Fashion-conscious folks may already be looking ahead to sweater-weather season and seeking out the perfect cardigan for those chilly fall days. Khaite, a women’s fashion label that prides itself on a collection that “reimagines classic American sportswear for the twenty-first century,” offers one possibility: an $1,880 all-cashmere “distressed” cardigan. In other words, a sweater that has holes in it, and not the kind that are for buttons.
On its website, Khaite describes the v-neck sweater’s patina as “both daring and playful.” It also points out that the distressed touches go beyond the holes (or “handmade punctures,” as it describes them). Consider the “frayed cuffs” and “ravaged hem,” the label notes.
Khaite has been in the news for another cashmere item — namely, a $520 bra made from the fabric (Katie Holmes was spotted wearing it and the look soon went viral). “It’s amazing what you can do with an idea,” said Khaite designer Catherine Holstein. (Khaite officials declined MarketWatch’s request for comment about the cardigan.)
The distressed look is hardly new to fashion. Decades ago, it was common to take a new pair of jeans and make them “old” through repeating washings or by cutting holes in them. But in recent years, the idea has become a movement with designers. Hence, you’ll find everything from $530 sneakers that have been artfully scuffed and damaged to a $1,235 skirt with a bedraggled look.
Fashion experts say it reflects a retro sensibility, because the style indeed emerged as far back as the ’70s. It’s also a reaction to the idea of “fast fashion” — that is, clothing produced to take advantage of sudden trends. If something looks old or worn, it defies the idea of fashion as flavor-of-the-moment. “We crave items that have the mark of time, even if it’s fabricated,” says Patricia Maeda, director of women’s wear for Fashion Snoops, a trend-forecasting agency.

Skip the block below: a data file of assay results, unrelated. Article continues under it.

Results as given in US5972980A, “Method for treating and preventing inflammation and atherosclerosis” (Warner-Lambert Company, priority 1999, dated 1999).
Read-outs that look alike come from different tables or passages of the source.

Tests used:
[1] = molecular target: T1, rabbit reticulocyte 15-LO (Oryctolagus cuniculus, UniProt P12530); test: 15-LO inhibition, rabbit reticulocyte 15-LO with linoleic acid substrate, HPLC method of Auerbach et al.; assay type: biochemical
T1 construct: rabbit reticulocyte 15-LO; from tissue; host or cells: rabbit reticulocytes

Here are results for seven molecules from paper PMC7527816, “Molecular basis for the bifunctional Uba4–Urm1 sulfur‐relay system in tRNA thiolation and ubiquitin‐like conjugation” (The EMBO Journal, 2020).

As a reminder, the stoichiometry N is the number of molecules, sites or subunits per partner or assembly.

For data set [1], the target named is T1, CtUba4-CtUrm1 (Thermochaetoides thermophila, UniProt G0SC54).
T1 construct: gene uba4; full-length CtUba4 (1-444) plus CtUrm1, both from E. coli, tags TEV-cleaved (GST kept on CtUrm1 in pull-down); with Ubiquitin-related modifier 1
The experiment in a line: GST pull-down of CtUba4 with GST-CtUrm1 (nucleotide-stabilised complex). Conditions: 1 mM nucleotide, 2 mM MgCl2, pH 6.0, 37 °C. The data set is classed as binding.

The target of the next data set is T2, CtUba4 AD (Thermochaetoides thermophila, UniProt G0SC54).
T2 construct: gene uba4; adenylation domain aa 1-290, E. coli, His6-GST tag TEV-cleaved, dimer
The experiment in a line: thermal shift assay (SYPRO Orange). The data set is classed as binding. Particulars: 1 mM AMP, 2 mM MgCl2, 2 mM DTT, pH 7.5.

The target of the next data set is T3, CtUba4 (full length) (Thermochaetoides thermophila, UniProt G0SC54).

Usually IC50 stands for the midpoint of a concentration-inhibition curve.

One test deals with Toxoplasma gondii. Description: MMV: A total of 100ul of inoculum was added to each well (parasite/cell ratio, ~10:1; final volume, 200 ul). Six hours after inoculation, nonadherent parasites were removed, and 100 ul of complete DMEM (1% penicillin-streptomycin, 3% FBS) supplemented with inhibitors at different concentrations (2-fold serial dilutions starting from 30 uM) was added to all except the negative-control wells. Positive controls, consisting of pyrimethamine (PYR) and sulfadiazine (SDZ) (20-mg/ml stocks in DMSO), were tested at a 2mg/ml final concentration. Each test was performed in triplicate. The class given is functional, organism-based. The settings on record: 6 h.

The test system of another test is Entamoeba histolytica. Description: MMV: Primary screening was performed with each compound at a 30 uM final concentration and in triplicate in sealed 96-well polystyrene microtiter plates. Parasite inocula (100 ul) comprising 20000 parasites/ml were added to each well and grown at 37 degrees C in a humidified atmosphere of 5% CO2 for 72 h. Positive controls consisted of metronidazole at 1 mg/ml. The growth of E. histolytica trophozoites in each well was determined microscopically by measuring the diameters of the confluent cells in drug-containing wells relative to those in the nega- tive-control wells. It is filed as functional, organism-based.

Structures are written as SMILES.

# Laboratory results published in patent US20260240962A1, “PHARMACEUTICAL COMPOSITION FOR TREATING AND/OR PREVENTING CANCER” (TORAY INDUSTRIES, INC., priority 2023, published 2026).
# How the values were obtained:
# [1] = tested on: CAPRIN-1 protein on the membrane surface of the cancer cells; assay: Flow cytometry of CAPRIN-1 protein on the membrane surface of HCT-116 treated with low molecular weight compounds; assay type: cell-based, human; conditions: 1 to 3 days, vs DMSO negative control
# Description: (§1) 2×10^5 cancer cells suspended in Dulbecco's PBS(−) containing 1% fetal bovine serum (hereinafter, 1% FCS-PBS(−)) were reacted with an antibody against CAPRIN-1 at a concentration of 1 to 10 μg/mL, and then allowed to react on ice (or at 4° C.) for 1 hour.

The distressed trend has faced its share of backlash, however. Some find it concerning that fashion pieces being targeted for consumers with plenty of cash co-opt the looks of items worn by people of little means who can’t afford to buy new. “Distressed clothing tends to be insensitive to the humble sources it is inspired from,” wrote Ethan Masucol in Spark Magazine, an Austin-based fashion publication.
The Khaite label does have its fans. “It’s wearable clothing that has a little bit of edge,” says fashion stylist Lindsay Brooke Weiss. But Weiss and others say the Khaite $1,880 cardigan may be taking the distressed concept to an extreme. “I think it’s maybe one hole too many,” says Kristen Turner, founder of Mae Jones Magazine, a fashion and beauty magazine. Perhaps more to the point, says Turner: “My mom wouldn’t let me leave the house looking like this.”
Still, fashion experts say the distressed look can have its place — and the look can be had for a lot less. One idea they offer: shopping for clothes in a vintage or thrift store, where the items are naturally aged and can cost a fraction of what a new, designer distressed piece does.
Of course, if you’re all about cashmere without the holes, you don’t have to spend nearly two grand for a sweater, either. Good cashmere items can be found for well under $500. Turner points to a $98 crewneck cashmere sweater from J. Crew or even a $75 one from the Naadam label as alternatives.